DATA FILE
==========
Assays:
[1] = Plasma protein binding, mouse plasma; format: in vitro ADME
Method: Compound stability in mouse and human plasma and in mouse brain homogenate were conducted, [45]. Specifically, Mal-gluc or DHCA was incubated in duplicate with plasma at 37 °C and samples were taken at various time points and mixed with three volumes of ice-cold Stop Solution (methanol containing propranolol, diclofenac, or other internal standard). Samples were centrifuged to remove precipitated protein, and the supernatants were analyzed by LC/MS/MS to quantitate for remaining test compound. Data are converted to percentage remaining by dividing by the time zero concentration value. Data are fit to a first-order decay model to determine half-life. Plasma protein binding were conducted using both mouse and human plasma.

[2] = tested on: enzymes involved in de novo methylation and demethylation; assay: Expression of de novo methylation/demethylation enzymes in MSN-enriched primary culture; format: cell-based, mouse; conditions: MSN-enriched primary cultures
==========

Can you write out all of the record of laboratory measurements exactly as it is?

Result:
Assays:
[1] = Plasma protein binding, mouse plasma; format: in vitro ADME
Method: Compound stability in mouse and human plasma and in mouse brain homogenate were conducted, [45]. Specifically, Mal-gluc or DHCA was incubated in duplicate with plasma at 37 °C and samples were taken at various time points and mixed with three volumes of ice-cold Stop Solution (methanol containing propranolol, diclofenac, or other internal standard). Samples were centrifuged to remove precipitated protein, and the supernatants were analyzed by LC/MS/MS to quantitate for remaining test compound. Data are converted to percentage remaining by dividing by the time zero concentration value. Data are fit to a first-order decay model to determine half-life. Plasma protein binding were conducted using both mouse and human plasma.

[2] = tested on: enzymes involved in de novo methylation and demethylation; assay: Expression of de novo methylation/demethylation enzymes in MSN-enriched primary culture; format: cell-based, mouse; conditions: MSN-enriched primary cultures